The Washington Post

Watch out Missouri, Rick Perry wants your jobs

Texas Gov. Rick Perry (AP Photo/ Richard Shiro) Texas Gov. Rick Perry (R). (AP Photo/ Richard Shiro)

Texas Gov. Rick Perry (R) is going to St. Louis on Thursday, and when he returns to Texas, he wants to take a few Missouri companies with him.

Governors frequently pitch businesses on moving to their states, but Perry has raised the practice to an art form. His travels are often accompanied by paid advertising touting Texas’s low taxes and friendly business environment.

The advertisements, which have run in California, Illinois, Connecticut, New York and Missouri, sound like a negative political spot.

“I have a word of advice for employers frustrated by Illinois’s short-sighted approach to business: You need to get out while there’s still time. The escape route leads straight to Texas, where limited government, low taxes and a pro-business environment are creating more jobs than any other state,” Perry says in an ad that ran in April.

The ads, and some of Perry’s travel, are paid for by TexasOne, a public-private partnership run through the Texas Economic Development Corporation in Austin. The group doesn’t get funding from the state; the annual report shows it generated $1.3 million in revenue in fiscal year 2012, the vast majority coming from corporate donors like AT&T, CapitalOne, ExxonMobile and Verizon. Economic development councils in Houston, Brownsville, Amarillo, Frisco and Lubbock are also major contributors.

The cities of Sugar Land, Cedar Park and Haslet contributed between $5,000 and $25,000 in taxpayer money, the report shows, while another 14 cities donated $1,000 each.

TexasOne paid for what it calls “missions” to recruit businesses from New York City, Atlanta, San Francisco, Chicago, Montreal, Brazil, Argentina, Germany and Italy in 2012, according to its annual report.

The forays aren’t without political consequences. The advertisements TexasOne is running in Missouri criticize Gov. Jay Nixon (D) for vetoing legislation that would have cut Missouri’s corporate tax rate from 6.25 percent to 3.25 percent, and would have cut the personal income tax rate by half a percentage point, to 5.5 percent. Supporters of the bill, led by the state Chamber of Commerce and the National Federation of Independent Business, are trying to round up the votes to override Nixon’s veto, the St. Louis Post-Dispatch reported.

Nixon has blasted the Chamber of Commerce, which is hosting Perry at Thursday’s luncheon in St. Louis. “For the Missouri Chamber of Commerce to host a speaker at the same time that speaker is running ads saying Missouri businesses should go to another state, is in direct contravention to the purposes of that organization which is to support and enhance Missouri businesses,” Nixon said in a statement.

At least one St. Louis radio station has pulled the ads. “We feel the need to stand strong with other small locally owned businesses and defend our region,” KTRS general manager Mark Dorsey said.

TexasOne is spending more than $200,000 on television and radio ads that began running Aug. 20. The television ads ran on six cable stations in three markets, while the radio campaign played on stations in St. Louis, Springfield, Columbia, Joplin and Kansas City.

Reid Wilson covers national politics and Congress for The Washington Post. He is the author of Read In, The Post’s morning tip sheet on politics.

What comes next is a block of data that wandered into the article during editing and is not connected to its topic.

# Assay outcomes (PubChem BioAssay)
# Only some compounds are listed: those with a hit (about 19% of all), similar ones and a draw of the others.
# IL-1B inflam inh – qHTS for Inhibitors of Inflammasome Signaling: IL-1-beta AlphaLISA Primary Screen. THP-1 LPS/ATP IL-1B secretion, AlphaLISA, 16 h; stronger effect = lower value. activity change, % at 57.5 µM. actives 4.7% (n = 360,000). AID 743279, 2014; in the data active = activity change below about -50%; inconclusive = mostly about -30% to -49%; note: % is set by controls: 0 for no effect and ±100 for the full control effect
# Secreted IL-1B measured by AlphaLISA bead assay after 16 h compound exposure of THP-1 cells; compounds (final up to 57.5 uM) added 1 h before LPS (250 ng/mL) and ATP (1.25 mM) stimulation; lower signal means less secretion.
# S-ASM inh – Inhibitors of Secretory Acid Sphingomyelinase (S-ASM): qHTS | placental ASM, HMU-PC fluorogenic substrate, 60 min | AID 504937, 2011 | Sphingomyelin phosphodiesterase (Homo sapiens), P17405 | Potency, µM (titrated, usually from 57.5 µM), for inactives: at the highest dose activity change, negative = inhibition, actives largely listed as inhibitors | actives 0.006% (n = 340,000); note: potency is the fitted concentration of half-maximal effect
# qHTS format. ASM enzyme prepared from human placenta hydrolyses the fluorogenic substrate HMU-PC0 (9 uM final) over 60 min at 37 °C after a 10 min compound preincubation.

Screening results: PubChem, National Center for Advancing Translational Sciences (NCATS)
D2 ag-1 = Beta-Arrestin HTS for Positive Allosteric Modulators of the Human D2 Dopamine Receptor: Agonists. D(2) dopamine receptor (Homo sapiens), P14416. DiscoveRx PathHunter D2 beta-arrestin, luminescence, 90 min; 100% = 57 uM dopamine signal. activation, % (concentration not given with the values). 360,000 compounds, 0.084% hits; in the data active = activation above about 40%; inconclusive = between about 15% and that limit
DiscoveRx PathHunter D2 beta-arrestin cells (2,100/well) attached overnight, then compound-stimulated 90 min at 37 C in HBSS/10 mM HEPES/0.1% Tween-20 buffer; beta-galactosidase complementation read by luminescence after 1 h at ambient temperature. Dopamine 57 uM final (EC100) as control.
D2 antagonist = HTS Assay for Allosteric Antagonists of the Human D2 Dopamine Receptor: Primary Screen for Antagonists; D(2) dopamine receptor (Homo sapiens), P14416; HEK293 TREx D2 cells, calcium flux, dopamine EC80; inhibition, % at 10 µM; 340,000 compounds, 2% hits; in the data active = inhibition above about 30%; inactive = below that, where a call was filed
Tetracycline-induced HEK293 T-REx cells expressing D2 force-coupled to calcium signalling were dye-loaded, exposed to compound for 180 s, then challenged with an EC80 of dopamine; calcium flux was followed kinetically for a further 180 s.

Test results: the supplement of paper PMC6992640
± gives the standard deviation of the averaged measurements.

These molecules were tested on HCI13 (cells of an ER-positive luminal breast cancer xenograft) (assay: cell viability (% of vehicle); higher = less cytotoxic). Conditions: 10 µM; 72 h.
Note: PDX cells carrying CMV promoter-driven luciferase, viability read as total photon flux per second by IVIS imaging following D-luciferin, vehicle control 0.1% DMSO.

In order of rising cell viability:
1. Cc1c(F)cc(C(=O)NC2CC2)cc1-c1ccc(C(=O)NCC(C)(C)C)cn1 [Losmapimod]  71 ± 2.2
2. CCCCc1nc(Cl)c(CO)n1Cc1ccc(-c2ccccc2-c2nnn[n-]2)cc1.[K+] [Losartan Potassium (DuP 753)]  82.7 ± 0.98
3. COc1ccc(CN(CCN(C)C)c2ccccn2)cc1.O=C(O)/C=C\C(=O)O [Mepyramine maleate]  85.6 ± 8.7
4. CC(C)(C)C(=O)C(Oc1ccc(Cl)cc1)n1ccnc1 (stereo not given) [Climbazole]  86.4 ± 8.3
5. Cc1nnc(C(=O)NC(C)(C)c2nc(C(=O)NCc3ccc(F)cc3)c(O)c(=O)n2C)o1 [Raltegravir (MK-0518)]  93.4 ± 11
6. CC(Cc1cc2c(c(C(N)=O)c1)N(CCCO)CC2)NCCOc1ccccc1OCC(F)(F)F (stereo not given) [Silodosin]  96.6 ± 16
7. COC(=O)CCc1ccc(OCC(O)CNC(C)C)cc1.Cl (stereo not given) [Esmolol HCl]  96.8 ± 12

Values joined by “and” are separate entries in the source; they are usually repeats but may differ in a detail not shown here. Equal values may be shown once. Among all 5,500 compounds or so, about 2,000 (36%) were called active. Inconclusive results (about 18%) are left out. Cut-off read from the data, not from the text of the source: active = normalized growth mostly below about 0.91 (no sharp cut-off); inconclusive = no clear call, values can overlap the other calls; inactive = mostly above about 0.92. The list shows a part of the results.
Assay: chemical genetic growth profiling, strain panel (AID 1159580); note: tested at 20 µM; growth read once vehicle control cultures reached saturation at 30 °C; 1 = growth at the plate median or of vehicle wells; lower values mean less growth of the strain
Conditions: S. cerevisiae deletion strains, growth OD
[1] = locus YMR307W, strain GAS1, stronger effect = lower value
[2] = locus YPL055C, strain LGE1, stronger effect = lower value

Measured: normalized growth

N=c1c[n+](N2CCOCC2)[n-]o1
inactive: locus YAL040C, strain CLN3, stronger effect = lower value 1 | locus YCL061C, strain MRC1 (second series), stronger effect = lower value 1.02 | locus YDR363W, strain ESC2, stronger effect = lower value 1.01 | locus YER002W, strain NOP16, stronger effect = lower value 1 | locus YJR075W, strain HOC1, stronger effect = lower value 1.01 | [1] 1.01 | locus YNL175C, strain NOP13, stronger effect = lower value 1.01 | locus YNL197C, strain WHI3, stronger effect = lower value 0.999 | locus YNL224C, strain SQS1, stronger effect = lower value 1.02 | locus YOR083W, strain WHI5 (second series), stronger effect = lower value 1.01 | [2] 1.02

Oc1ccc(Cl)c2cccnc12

The Freddie Gray case

Please provide a valid email address.

You’re all set!

Campaign 2016 Email Updates

Please provide a valid email address.

You’re all set!

Get Zika news by email

Please provide a valid email address.

You’re all set!
Comments
Show Comments
The Democrats debated Thursday night. Get caught up on the race.
The Post's Chris Cillizza on the Democratic debate...
On Clinton: She poked a series of holes in Sanders's health-care proposal and broadly cast him as someone who talks a big game but simply can't hope to achieve his goals.

On Sanders: If the challenge was to show that he could be a candidate for people other than those who already love him, he didn't make much progress toward that goal. But he did come across as more well-versed on foreign policy than in debates past.
The PBS debate in 3 minutes
Quoted
We are in vigorous agreement here.
Hillary Clinton, during the PBS Democratic debate, a night in which she and Sanders shared many of the same positions on issues
South Carolina polling averages
Donald Trump leads in the polls as he faces rivals Marco Rubio and Ted Cruz heading into the S.C. GOP primary on Feb. 20.
South Carolina polling averages
The S.C. Democratic primary is Feb. 27. Clinton has a significant lead in the state, whose primary falls one week after the party's Nevada caucuses.
62% 33%
Fact Checker
Trump’s claim that his border wall would cost $8 billion
The billionaire's claim is highly dubious. Based on the costs of the Israeli security barrier (which is mostly fence) and the cost of the relatively simple fence already along the U.S.-Mexico border, an $8 billion price tag is simply not credible.
Pinocchio Pinocchio Pinocchio Pinocchio
Upcoming debates
Feb 13: GOP debate

on CBS News, in South Carolina

Feb. 25: GOP debate

on CNN, in Houston, Texas

March 3: GOP debate

on Fox News, in Detroit, Mich.

Campaign 2016
Where the race stands
Most Read

politics

govbeat

Success! Check your inbox for details.

See all newsletters

Close video player
Now Playing

To keep reading, please enter your email address.

You’ll also receive from The Washington Post:
  • A free 6-week digital subscription
  • Our daily newsletter in your inbox

Please enter a valid email address

I have read and agree to the Terms of Service and Privacy Policy.

Please indicate agreement.

Thank you.

Check your inbox. We’ve sent an email explaining how to set up an account and activate your free digital subscription.